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Tuckett, D. (1993). Thomas Theodore Steiger Hayley (1913-1993). Int. J. Psycho-Anal., 74:1063-1064.

(1993). International Journal of Psycho-Analysis, 74:1063-1064

Thomas Theodore Steiger Hayley (1913-1993)

David Tuckett

Tom Hayley, Editor of the International Journal from 1978-1988 and Joint Editor from 1988 until his death in June this year, became a psychoanalyst after a career as a social anthropologist and officer in the Indian Civil Service. His was a life of generosity, energy, hard work, caring and, above all, service.

He was born Thomas Theodore Steiger in Ceylon, the son of a Swiss father and an English mother. As was the custom then, he was sent back to England to a boarding Public School. The limitations of sea travel meant that he did not see his parents for a long time. He was first at Clifton College Preparatory School and then later at the Senior School. He was head boy and captain at rugby football and other games at both schools, before going to Peterhouse College, Cambridge, where he was to gain first-class honours in Social Anthropology. He was a scholar of the College and awarded the Leafe Research and Bartle Freer Exhibition. On leaving Cambridge he left for Africa to conduct social anthropological field research for a year among the Lango tribe in Uganda, eventually publishing a monograph, The Anatomy of Lango Religion and Groups (1947), published by Cambridge University Press.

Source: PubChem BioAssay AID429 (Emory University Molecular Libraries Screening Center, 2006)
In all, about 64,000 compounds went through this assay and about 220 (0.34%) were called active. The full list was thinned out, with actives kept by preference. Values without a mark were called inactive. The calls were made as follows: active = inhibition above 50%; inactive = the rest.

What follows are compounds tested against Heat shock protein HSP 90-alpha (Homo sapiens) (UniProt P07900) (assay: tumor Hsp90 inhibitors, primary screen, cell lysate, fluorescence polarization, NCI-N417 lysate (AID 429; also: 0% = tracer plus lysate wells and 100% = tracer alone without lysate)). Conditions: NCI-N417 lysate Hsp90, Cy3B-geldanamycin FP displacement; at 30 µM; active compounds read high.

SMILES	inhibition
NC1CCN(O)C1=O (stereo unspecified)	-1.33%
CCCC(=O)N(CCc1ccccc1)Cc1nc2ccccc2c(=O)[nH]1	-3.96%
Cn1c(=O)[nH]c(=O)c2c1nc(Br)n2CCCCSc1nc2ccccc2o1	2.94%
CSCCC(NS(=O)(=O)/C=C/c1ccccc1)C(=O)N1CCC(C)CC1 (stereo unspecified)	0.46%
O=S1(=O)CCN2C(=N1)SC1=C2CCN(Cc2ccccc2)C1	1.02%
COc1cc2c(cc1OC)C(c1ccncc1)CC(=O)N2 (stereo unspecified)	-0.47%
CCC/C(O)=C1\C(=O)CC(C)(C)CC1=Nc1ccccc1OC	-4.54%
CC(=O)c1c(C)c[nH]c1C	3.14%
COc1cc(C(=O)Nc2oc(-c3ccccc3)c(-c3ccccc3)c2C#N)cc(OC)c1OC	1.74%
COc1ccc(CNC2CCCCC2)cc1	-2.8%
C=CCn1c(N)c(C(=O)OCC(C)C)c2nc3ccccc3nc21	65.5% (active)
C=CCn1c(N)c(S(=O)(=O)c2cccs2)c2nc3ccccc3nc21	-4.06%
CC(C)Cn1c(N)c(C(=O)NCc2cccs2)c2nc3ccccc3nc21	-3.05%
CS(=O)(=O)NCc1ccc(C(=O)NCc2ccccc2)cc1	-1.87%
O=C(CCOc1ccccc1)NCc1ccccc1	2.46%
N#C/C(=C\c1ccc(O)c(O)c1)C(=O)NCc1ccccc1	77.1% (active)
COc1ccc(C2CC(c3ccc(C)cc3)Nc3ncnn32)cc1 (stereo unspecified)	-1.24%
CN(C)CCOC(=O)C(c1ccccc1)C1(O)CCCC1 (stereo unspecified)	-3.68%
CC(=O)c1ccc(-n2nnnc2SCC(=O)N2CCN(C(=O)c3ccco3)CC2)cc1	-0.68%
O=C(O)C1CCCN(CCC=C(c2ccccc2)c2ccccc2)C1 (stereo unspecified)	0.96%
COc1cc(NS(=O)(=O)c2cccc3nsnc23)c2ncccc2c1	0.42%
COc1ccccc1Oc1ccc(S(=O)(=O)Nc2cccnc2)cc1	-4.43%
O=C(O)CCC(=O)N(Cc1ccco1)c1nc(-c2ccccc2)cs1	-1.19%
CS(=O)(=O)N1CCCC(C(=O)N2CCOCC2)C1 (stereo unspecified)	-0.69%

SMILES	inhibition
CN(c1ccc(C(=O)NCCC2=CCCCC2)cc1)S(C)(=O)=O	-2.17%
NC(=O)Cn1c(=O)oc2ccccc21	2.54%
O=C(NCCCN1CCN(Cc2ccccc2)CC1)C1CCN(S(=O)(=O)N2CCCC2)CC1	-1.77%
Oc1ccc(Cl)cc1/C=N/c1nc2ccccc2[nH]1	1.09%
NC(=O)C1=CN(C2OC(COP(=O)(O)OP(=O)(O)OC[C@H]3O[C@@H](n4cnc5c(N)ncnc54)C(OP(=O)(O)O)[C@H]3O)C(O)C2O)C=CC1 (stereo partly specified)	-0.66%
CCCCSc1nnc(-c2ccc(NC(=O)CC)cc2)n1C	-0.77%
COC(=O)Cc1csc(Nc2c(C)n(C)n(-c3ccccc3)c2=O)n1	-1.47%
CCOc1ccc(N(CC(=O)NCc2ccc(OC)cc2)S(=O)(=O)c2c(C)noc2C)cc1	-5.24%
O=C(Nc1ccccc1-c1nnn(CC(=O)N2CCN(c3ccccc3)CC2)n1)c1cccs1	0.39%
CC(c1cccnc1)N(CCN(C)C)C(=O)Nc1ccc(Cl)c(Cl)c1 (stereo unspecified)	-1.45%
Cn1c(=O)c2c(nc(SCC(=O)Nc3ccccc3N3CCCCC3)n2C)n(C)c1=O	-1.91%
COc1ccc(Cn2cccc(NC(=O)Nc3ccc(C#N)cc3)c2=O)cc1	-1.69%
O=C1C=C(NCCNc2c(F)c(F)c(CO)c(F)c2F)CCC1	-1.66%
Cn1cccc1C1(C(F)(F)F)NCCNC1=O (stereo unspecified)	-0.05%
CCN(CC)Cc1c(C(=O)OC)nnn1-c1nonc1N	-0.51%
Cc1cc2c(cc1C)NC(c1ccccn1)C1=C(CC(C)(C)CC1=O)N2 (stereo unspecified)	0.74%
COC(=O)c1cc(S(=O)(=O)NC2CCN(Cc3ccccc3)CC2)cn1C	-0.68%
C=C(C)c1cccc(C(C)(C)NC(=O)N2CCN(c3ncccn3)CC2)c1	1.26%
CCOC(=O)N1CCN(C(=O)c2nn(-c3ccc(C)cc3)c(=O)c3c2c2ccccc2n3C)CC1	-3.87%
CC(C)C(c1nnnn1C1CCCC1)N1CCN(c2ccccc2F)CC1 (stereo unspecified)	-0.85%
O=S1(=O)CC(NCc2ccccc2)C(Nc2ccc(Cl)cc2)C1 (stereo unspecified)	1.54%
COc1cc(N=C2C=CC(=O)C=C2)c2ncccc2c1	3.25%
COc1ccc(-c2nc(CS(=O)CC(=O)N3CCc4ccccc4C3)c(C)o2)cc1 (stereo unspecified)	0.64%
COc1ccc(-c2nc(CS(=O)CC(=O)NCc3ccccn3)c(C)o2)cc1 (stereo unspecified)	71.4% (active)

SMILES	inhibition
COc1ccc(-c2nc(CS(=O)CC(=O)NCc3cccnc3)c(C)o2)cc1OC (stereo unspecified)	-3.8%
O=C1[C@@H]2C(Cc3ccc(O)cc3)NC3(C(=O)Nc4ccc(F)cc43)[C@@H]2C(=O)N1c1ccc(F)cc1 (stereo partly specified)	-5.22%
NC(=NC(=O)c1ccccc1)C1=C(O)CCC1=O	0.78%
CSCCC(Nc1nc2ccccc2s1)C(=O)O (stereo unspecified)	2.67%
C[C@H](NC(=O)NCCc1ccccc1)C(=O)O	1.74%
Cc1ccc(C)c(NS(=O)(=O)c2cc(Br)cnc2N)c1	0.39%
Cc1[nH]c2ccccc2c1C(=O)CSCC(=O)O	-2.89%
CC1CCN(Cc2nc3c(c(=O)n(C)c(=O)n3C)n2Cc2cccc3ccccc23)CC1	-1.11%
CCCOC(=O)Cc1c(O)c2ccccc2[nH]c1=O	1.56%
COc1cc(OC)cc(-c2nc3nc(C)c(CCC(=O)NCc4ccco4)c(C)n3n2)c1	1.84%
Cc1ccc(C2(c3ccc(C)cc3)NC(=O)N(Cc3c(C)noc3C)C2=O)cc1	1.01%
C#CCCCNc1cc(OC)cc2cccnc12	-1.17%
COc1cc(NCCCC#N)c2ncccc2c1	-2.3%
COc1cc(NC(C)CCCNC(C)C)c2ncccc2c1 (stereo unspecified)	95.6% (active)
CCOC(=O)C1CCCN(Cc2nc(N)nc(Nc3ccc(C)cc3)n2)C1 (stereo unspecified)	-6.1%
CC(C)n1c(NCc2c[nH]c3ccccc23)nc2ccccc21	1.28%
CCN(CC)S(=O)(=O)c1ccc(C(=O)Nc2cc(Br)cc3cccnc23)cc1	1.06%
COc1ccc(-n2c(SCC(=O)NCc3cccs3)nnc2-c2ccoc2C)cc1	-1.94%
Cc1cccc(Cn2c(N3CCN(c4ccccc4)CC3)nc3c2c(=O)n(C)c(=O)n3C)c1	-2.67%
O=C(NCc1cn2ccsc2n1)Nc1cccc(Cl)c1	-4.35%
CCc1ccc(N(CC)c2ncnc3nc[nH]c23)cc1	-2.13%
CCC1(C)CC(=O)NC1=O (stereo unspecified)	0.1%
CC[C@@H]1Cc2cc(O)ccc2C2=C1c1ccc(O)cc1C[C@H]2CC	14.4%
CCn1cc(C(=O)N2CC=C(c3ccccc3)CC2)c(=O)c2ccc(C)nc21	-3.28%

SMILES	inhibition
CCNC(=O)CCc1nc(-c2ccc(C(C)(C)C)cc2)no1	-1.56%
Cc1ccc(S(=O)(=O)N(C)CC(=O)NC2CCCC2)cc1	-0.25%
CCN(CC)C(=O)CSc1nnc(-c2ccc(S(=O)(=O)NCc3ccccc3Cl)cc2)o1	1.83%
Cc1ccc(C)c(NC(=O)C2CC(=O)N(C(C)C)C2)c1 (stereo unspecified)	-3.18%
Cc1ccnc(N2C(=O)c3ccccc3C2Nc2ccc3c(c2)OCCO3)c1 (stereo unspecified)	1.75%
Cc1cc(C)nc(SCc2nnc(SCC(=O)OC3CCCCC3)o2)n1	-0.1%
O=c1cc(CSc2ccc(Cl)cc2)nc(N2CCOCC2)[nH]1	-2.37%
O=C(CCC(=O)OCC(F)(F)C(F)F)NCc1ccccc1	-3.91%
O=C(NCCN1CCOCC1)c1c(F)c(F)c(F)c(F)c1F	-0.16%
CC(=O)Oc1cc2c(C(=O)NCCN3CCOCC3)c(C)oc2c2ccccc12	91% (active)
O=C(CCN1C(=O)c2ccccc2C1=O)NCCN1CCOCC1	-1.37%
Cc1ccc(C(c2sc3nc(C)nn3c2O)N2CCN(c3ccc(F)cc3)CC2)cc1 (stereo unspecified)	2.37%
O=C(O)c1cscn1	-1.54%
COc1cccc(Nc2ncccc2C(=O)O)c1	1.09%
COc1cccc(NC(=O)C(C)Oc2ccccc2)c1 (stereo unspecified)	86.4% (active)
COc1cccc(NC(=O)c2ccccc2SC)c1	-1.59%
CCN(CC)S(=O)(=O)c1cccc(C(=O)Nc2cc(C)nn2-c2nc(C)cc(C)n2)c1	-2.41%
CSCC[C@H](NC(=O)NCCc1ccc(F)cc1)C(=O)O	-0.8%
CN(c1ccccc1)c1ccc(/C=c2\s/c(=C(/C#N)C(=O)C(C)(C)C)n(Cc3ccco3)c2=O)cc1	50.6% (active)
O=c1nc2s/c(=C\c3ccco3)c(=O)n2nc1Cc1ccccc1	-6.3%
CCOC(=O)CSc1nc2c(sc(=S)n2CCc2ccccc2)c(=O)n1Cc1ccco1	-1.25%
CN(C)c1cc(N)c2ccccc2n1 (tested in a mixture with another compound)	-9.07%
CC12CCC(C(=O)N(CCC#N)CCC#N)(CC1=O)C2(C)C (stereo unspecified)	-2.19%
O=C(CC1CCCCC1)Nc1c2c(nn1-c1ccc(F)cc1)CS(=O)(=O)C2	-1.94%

After he and his father became naturalised British citizens, he changed from his father's German name to his English mother's maiden name, Hayley; he was eligible to enter British Government service—something he achieved by gaining entry into the Indian Civil Service in 1937. His induction training involved a probationary year at Exeter College, Oxford, during which he learned about relevant aspects of Indian law and language and horse-riding, before making the sea voyage to arrive in Assam in 1938.

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